Heated exchanges between US and Russia at UN open session

Heated exchanges between US and Russia at UN open session
America's ambassador to the UN warned of "horrific" consequences in the event of war, while the Russian envoy accused the West of warmongering. / Image: Patrick Gruban via Wiki Commons.
By Theo Normanton in Moscow February 1, 2022

An open session of the UN Security Council on Monday saw US and Russian envoys clash over the troop build-up on the Russo-Ukrainian border.

The special open meeting was called by the USA to discuss concerns surrounding escalating tensions between Russia and Nato’s allies. Linda Thomas-Greenfield, America’s ambassador to the UN, warned that any Russian invasion of Ukraine would have “horrific” consequences.

“Russia’s actions strike at the very heart of the UN charter. This is as clear and consequential a threat to peace and security as anyone can imagine,” she said.

Ms Thomas-Greenfield claimed that this was the biggest troop build-up Europe had seen for decades, and stressed that it posed a threat to all UN members.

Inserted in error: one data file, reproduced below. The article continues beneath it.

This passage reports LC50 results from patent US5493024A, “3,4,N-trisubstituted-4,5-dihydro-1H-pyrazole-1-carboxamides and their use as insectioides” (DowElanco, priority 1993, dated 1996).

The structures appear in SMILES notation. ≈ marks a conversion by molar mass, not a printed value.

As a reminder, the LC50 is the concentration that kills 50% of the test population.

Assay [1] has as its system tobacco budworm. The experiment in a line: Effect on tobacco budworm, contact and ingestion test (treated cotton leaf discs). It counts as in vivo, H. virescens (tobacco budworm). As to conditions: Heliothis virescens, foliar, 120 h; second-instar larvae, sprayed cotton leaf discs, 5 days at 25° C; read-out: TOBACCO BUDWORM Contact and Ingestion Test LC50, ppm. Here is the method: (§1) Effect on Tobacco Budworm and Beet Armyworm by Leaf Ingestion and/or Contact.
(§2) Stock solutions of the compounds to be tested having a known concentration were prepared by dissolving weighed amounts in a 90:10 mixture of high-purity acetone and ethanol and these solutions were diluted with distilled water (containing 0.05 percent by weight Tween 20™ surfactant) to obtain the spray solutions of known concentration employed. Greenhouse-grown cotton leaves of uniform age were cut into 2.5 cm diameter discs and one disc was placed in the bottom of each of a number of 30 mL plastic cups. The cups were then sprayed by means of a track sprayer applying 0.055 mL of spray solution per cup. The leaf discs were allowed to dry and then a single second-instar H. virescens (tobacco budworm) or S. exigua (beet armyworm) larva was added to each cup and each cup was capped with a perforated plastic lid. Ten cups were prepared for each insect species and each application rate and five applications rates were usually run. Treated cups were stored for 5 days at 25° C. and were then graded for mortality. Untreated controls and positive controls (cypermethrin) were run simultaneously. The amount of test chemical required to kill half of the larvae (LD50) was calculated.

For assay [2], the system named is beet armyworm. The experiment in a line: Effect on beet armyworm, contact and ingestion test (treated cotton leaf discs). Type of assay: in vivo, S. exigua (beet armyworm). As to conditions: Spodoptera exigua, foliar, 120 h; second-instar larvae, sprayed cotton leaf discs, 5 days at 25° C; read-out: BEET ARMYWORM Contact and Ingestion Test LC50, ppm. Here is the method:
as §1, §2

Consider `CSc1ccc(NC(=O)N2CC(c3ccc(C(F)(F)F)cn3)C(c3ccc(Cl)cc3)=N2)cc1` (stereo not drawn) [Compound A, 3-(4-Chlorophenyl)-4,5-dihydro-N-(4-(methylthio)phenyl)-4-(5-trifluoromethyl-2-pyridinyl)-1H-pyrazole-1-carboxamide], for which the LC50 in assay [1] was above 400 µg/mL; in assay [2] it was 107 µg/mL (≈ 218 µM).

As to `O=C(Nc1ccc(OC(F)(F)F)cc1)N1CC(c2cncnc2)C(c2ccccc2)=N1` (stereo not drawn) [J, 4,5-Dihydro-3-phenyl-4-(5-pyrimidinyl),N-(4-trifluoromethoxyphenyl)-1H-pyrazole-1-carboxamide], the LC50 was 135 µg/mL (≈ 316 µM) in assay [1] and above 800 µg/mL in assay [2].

Meanwhile, Russia’s UN envoy, Vasily Nebenzya, berated Washington and the West for drumming up anti-Russian hysteria, pointing out that Moscow has repeatedly denied allegations that it is preparing to invade Ukraine.

“The discussion about a threat of war is provocative in and of itself. You are almost calling for this. You want it to happen. You’re waiting for it to happen as if you want to make your words become a reality,” Nebenzya said in response to Ms Thomas-Greenfield’s accusations.

“This is despite the fact that we are constantly rejecting these allegations, and this is despite the fact that no threat of a planned invasion into Ukraine from the lips of any Russian politician or public figure over all of this period has been made.”

The US and the UK are continuing to promise severe sanctions in the event of a Russian invasion, including a threat to cut Russia off from the financial system or the dollar. But the Western allies introducing quite such a mutually damaging package of sanctions remains unlikely.

After the meeting, both the US State Department and the White House re-iterated their desire to resolve the disagreement diplomatically.

“If Russia is sincere about addressing our respective security concerns through dialogue, the United States and our Allies and partners will continue to engage in good faith,” said President Joe Biden in a statement.

Meanwhile, talks aiming to diffuse the tensions continue in earnest. US Secretary of State Anthony Blinken is due to call Russia’s Foreign Minister Sergei Lavrov on Tuesday, February 1, and UK Prime Minister Boris Johnson is flying to Kyiv the same day, and is due to call the Kremlin this week to continue talks.